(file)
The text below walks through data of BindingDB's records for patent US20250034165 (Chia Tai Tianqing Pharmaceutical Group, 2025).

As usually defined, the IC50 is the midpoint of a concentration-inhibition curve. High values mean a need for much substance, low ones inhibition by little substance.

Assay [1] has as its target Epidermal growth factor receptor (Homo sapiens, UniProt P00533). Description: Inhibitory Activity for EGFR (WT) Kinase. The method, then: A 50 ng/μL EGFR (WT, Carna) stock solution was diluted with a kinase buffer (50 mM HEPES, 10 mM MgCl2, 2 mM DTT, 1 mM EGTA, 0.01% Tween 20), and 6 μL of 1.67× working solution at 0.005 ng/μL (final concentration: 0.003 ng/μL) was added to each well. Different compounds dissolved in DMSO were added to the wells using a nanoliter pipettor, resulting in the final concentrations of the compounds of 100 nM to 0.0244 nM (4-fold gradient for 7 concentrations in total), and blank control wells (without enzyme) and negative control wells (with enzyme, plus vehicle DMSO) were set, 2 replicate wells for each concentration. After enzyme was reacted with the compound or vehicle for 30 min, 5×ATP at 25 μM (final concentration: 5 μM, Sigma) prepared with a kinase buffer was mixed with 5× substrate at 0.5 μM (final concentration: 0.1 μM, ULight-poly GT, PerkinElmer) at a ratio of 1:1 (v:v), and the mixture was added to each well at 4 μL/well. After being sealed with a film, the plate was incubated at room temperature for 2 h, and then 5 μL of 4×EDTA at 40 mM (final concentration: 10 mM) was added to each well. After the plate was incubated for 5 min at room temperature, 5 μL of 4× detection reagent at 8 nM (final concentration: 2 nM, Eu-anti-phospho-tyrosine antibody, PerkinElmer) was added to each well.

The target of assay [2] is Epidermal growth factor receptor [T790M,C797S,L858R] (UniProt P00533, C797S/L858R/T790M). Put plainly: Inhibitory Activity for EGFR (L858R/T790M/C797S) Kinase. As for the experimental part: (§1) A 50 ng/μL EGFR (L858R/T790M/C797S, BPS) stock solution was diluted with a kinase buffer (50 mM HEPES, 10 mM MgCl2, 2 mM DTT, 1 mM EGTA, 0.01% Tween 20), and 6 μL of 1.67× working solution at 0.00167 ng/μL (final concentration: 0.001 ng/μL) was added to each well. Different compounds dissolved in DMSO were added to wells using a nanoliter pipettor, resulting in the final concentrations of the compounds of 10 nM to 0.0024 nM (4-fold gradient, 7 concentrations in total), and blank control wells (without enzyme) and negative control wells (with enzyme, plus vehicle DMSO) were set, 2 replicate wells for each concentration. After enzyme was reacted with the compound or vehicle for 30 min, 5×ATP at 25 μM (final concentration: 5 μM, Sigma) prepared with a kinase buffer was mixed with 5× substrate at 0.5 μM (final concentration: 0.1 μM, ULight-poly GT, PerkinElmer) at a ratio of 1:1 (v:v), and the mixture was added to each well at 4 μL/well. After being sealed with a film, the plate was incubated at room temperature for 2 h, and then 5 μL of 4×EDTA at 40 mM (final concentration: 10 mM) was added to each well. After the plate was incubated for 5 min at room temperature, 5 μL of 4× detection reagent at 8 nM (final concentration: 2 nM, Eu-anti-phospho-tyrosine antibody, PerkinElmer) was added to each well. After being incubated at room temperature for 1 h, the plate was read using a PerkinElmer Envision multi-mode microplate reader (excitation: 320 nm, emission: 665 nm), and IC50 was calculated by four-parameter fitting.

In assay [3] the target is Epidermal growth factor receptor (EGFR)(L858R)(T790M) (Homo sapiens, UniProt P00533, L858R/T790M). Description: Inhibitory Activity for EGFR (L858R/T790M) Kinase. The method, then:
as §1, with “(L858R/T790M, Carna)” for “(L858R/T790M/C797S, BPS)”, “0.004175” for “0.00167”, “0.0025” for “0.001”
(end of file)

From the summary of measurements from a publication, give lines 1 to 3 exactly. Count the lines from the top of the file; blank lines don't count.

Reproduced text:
The text below walks through data of BindingDB's records for patent US20250034165 (Chia Tai Tianqing Pharmaceutical Group, 2025).

As usually defined, the IC50 is the midpoint of a concentration-inhibition curve. High values mean a need for much substance, low ones inhibition by little substance.

Assay [1] has as its target Epidermal growth factor receptor (Homo sapiens, UniProt P00533). Description: Inhibitory Activity for EGFR (WT) Kinase. The method, then: A 50 ng/μL EGFR (WT, Carna) stock solution was diluted with a kinase buffer (50 mM HEPES, 10 mM MgCl2, 2 mM DTT, 1 mM EGTA, 0.01% Tween 20), and 6 μL of 1.67× working solution at 0.005 ng/μL (final concentration: 0.003 ng/μL) was added to each well. Different compounds dissolved in DMSO were added to the wells using a nanoliter pipettor, resulting in the final concentrations of the compounds of 100 nM to 0.0244 nM (4-fold gradient for 7 concentrations in total), and blank control wells (without enzyme) and negative control wells (with enzyme, plus vehicle DMSO) were set, 2 replicate wells for each concentration. After enzyme was reacted with the compound or vehicle for 30 min, 5×ATP at 25 μM (final concentration: 5 μM, Sigma) prepared with a kinase buffer was mixed with 5× substrate at 0.5 μM (final concentration: 0.1 μM, ULight-poly GT, PerkinElmer) at a ratio of 1:1 (v:v), and the mixture was added to each well at 4 μL/well. After being sealed with a film, the plate was incubated at room temperature for 2 h, and then 5 μL of 4×EDTA at 40 mM (final concentration: 10 mM) was added to each well. After the plate was incubated for 5 min at room temperature, 5 μL of 4× detection reagent at 8 nM (final concentration: 2 nM, Eu-anti-phospho-tyrosine antibody, PerkinElmer) was added to each well.